02
Dec

Review of The World Was Our Stage by Kirkus Reviews

A behind-the-scenes look at ABC’s Wide World of Sports, the famous sports show.

ABC’s Wide World of Sports  ran for 37 years and was, for most of that time, a huge success and ratings hit. Iconic host Jim McKay and an array of reporters and interviewers—Bud Palmer, Frank Gifford and of course Howard Cosell—took advantage of advances in air travel and satellite technology to take sports reporting to places and events broadcast TV had never been. In his friendly, chatty debut memoir, the show’s producer and director Wilson says, “Every kid in America who tuned into Wide World  could now picture himself or herself racing through the streets of Monte Carlo, diving off a coastal cliff in Acapulco, or hurtling headfirst down a treacherous ice track in St. Moritz.” Wilson proves himself an excellent, entertaining guide to the show’s growth and acclaim, providing readers with the perfect balance of insider politics, shrewd estimations of his celebrated colleagues—in particular, his characterizations of McKay, “a good friend, the guy next door,” brim with affection—and a store of enthralling anecdotes, many revolving around the amusing personality clash between sportscaster Cosell and boxing legend Muhammad Ali. “You’re being very truculent,” Cosell sarcastically told Ali, to which the champ replied, “Whatever truculent means, if it’s good, I’m that!” Wilson is openly and winningly sentimental about the sports greats who came through the show, including daredevil motorcyclist Evel Knievel and Soviet gymnast Nadia Comenici, “the elfin girl who charmed the entire world with a simple flick of her wrist at the end of her floor exercise in ’76.” Some of his stories are unexpectedly touching, like the black-and-white photo of Helen “Penny” Chenery (aka Mrs. Tweedy), the analytical owner of the racehorse Secretariat; watching the horse thunder past the half-mile pole, she was able only to say, “C’mon, big boy.” With warmth and intelligence, the book captures a vanished era of sports coverage before the advent of cable’s overwhelming specialty networks.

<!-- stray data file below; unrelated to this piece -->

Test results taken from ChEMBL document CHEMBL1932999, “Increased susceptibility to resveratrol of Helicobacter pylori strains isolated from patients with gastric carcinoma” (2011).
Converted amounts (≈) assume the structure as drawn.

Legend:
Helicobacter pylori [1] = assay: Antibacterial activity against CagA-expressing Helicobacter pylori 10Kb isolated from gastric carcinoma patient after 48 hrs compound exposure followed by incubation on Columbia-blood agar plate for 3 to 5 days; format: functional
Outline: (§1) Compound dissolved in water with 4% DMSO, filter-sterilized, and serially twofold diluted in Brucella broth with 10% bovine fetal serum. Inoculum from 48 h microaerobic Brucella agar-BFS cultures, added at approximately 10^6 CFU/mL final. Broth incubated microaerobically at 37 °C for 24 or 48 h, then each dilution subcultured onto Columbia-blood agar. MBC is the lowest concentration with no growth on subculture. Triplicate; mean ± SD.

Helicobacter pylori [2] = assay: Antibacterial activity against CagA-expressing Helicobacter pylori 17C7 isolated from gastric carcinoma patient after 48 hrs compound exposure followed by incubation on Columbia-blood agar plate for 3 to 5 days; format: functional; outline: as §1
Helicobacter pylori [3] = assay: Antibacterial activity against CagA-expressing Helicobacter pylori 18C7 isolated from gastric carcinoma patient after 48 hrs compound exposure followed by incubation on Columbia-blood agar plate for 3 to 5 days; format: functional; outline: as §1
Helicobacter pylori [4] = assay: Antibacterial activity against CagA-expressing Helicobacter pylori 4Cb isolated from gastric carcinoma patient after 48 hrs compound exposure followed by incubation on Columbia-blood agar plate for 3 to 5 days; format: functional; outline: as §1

A monumental show brought to life again in a perfectly pitched read for sports fans.